• Click the Update File button.

update file

  • To verify that all the mentioned WordPress user roles have been deleted, navigate to UsersAll Users.
  • You should see that, except for Administrator, all default WordPress roles have been removed.


How to Create New User Roles (Manually)

For this tutorial, I will create three new user roles with the below WordPress user permissions.

  1. Administrator: Complete administrative access.
  2. Moderator: Can create, edit, and publish theirs and other WordPress users’ posts.
  3. Newbie: Can only edit their profile and create new posts.
  • Use the native add_role() function with the following syntax to create new roles:
add_role( $role, $display_name, $capabilities );


  • $role: A unique name for the role.
  • $display_name: The name to be displayed in the WordPress Admin Panel.
  • $capabilities: The privileges of the role.

Here is a list of all capabilities.

  • Add the code snippet with the required parameters to the end of the Theme Functions file.
  • Click the Update File button to save changes.


As the default administrator role was not deleted, all of its capabilities and privileges remain intact.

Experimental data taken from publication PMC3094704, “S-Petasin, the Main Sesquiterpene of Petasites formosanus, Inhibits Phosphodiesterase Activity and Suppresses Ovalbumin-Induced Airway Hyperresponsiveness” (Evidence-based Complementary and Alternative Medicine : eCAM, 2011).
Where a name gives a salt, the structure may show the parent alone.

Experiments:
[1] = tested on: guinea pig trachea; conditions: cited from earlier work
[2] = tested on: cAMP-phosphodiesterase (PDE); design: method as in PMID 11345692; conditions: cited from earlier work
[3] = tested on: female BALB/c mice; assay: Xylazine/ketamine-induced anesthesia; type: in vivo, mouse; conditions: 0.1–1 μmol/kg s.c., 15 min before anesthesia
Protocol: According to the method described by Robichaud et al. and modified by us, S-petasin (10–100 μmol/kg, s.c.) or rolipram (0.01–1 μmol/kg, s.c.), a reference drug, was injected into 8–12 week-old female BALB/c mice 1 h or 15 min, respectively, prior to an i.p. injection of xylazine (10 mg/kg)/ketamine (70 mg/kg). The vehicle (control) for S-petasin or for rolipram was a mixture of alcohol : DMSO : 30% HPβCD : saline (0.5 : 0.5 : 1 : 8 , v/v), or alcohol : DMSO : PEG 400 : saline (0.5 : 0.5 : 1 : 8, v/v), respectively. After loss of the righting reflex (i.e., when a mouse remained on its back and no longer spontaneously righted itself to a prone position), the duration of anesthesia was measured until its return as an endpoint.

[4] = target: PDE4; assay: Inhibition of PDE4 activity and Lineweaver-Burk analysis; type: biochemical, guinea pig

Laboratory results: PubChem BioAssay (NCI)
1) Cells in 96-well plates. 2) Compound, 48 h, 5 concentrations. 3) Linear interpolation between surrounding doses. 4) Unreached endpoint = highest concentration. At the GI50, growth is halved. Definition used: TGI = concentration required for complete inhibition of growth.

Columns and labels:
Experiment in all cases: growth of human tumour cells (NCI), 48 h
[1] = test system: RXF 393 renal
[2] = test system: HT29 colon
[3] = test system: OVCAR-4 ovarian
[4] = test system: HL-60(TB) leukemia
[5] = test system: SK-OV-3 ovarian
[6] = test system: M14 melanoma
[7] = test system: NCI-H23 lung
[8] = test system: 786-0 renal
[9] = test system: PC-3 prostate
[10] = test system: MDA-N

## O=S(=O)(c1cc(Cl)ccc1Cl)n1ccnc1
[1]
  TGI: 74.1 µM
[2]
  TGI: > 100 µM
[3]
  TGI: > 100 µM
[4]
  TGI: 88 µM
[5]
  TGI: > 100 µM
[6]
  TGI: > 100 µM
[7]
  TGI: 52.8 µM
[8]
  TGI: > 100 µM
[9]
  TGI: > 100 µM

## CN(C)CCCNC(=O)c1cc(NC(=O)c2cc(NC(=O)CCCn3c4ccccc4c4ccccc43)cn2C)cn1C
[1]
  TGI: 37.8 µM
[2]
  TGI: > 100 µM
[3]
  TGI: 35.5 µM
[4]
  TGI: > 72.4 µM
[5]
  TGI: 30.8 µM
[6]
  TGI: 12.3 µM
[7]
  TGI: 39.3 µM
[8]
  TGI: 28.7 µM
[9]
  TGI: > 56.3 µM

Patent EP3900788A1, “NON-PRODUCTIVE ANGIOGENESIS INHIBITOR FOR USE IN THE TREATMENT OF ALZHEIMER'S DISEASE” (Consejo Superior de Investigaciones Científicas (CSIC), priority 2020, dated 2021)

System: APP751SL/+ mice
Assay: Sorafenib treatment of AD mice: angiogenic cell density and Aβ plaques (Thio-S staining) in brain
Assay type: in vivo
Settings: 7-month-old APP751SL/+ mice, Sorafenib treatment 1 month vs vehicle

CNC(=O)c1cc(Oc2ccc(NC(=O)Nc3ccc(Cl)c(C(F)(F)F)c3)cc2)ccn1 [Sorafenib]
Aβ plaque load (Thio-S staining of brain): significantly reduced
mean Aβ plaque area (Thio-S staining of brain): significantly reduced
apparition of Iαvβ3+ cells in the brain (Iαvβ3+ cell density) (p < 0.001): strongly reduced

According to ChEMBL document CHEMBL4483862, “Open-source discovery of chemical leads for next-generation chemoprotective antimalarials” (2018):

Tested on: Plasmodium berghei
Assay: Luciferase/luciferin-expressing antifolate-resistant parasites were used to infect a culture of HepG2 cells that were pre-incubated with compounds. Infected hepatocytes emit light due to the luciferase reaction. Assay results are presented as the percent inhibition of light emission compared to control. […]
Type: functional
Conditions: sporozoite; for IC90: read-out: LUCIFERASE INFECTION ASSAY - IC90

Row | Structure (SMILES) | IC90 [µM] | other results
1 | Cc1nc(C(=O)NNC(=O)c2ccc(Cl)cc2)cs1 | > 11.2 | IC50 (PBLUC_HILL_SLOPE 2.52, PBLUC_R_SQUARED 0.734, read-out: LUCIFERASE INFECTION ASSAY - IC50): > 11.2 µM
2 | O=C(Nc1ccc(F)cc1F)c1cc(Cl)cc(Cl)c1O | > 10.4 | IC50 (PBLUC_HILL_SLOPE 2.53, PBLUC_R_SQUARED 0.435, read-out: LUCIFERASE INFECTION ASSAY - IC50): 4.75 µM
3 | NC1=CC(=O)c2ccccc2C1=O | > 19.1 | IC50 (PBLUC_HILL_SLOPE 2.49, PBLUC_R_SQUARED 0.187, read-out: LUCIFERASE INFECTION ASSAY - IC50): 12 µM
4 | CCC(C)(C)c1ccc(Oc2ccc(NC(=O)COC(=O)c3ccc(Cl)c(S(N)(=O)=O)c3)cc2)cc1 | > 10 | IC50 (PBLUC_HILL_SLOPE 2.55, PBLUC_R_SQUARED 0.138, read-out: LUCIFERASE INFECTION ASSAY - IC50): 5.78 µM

The Moderator role will have the ability to create, edit, and publish their own posts, as well as the posts of other WordPress users.

  • To create this role, copy the following code and paste it at the end of the Theme Functions file:
add_role('moderator', 'Moderator', array(
'read' => true,
'create_posts' => true,
'edit_posts' => true,
'edit_others_posts' => true,
'publish_posts' => true,
'manage_categories' => true,
  • Click Update File.

Add WordPress User Role Moderator

Assign the “Moderator” Role to a User

Next, I will assign this role to a user.

  • Navigate to WordPress Dashboard → Users → All Users.


  • I have assigned the Moderator role to the user “sarim2.”

Upon logging in and accessing the “Dashboard,” sarim2’s WordPress access will be limited based on the capabilities of his new role.


The Newbie role is limited to editing their profile and creating new posts.

  • To add this role, copy and paste the following code at the end of the Theme Functions file.
add_role( 'newbie', __( 'Newbie' ), array(
'read' => true, // Allows a user to read
'create_posts' => true, // Allows user to create new posts